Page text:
04 NOV 2018 by ideonexus

## A Computer Algorithm for Randomization

Back in the early days of computers, one of the more popular methods of generating a sequence of random numbers was to employ the following scheme: 1. Choose a starting number between 0 and 1. 2. Multiply the starting number by 4 ("stretch" it). Subtract 4 times the square of the starting number from the quantity obtained in step 2 ("fold" the interval back on itself in order to keep the final result in the same range). 3.Given a starting number between 0 and 1, we can use the proce-dureâ€...
Folksonomies: algorithms randomization
Folksonomies: algorithms randomization

From John Casti.

31 MAY 2015 by ideonexus

## Flatland Science: Dimensions

What and where is Flatland? A Square gives us several interesting answers, many of th contradictory. We know that itâ€™s flat, big (but how big?), and very thin, the most important question of all is â€śhow thin?â€ť A lot depends on the answerâ€¦ A Square himself eliminates the version thatâ€™s easiest for three-dimensional readers to understand; a world thatâ€™s thin â€“ maybe only a few atoms thick - but nevertheless has some physical height. It would have some sort of solid or semi-solid ...
Folksonomies: science fiction otherness
Folksonomies: science fiction otherness

22 JUN 2012 by ideonexus

## What People Can Achieve Grows Exponentially

The mathematics of cooperation of men and tools is interesting. Separated men trying their individual experiments contribute in proportion to their numbers and their work may be called mathematically additive. The effect of a single piece of apparatus given to one man is also additive only, but when a group of men are cooperating, as distinct from merely operating, their work raises with some higher power of the number than the first power. It approaches the square for two men and the cube fo...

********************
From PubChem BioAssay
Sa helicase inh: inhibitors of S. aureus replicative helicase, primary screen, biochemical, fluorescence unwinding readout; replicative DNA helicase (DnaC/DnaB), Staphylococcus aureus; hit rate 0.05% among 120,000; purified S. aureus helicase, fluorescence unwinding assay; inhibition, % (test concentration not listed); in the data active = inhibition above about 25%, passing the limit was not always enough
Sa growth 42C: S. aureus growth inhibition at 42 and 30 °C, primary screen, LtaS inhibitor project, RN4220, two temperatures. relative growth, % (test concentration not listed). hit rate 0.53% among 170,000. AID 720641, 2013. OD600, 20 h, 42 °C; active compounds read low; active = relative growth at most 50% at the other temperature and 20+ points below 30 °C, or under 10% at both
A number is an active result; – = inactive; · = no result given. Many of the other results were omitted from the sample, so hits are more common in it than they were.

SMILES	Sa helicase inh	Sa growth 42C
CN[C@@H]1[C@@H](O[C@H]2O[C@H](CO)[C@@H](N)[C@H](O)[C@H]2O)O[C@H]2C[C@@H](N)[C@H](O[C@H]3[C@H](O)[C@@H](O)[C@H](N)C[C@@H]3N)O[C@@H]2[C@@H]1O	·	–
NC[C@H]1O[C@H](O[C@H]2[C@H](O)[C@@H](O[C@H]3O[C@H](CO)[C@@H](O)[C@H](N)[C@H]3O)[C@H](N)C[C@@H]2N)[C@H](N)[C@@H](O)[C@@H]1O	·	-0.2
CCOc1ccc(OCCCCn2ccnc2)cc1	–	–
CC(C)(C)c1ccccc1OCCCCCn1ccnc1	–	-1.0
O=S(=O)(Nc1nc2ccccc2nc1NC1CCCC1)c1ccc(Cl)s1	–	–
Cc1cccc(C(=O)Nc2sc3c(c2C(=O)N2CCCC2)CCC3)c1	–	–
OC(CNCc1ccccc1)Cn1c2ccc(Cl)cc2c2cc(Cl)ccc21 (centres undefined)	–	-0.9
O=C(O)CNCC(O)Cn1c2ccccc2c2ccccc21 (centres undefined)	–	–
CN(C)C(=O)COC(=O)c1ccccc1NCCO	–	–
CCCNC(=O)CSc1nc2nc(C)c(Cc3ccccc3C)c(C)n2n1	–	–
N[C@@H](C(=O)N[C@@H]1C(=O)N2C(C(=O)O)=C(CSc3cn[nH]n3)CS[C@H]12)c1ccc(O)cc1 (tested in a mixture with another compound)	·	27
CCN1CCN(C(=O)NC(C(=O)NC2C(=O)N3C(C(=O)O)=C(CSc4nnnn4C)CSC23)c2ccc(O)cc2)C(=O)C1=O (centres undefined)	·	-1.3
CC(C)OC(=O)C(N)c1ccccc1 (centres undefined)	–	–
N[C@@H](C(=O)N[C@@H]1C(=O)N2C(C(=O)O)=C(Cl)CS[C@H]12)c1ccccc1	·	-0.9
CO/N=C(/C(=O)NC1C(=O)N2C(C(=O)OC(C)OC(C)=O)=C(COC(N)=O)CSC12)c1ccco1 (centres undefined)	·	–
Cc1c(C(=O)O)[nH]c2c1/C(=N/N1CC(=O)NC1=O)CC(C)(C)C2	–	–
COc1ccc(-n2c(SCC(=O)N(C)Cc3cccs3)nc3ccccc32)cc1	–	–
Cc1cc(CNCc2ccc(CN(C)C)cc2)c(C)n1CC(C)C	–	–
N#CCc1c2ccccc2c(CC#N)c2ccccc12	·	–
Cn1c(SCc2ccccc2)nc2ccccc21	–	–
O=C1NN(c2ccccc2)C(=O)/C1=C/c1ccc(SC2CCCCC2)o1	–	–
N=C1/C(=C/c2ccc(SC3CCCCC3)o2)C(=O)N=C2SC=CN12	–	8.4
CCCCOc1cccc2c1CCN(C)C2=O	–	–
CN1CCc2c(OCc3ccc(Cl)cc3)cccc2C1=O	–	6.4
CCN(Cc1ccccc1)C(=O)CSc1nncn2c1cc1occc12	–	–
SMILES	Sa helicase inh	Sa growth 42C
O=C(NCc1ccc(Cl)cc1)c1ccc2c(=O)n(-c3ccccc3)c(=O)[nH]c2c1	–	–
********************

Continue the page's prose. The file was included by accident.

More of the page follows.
When they collaborate.

17 MAY 2012 by ideonexus

## Abusing the Evolving Nature of Science to Find Faith

It is unreasonable to expect science to produce a system of ethicsâ€”ethics are a kind of highway code for traffic among mankindâ€”and the fact that in physics atoms which were yesterday assumed to be square are now assumed to be round is exploited with unjustified tendentiousness by all who are hungry for faith; so long as physics extends our dominion over nature, these changes ought to be a matter of complete indifference to you.
Folksonomies: science religion faith
Folksonomies: science religion faith
1  notes

Atoms were once thought square?

04 JAN 2012 by ideonexus

## The "Second Half of the Chessboard"

An interesting reference to the exponential growth when the Vizicar asked the king for doubling growth of grains for each square of the chessboard he had invented. Not terribly large amounts at first, but they become vast as we work across the boards 64 squares.

30 AUG 2011 by ideonexus

## Political, Social, and Scientific Values Should be Mathem...

[P]olitical and social and scientific values â€¦ should be correlated in some relation of movement that could be expressed in mathematics, nor did one care in the least that all the world said it could not be done, or that one knew not enough mathematics even to figure a formula beyond the schoolboy s=(1/2)gt2. If Kepler and Newton could take liberties with the sun and moon, an obscure person ... could take liberties with Congress, and venture to multiply its attraction into the square of its...

Henry Brooks Adams argues there should be some mathematical formula to describe social and political forces.

05 JUN 2011 by ideonexus

## Newton's Law of Universal Gravitation

Every point mass attracts every single other point mass by a force pointing along the line intersecting both points. The force is proportional to the product of the two masses and inversely proportional to the square of the distance between them
Folksonomies: physics theory law
Folksonomies: physics theory law
1  1  notes

A concise statement of a physical law.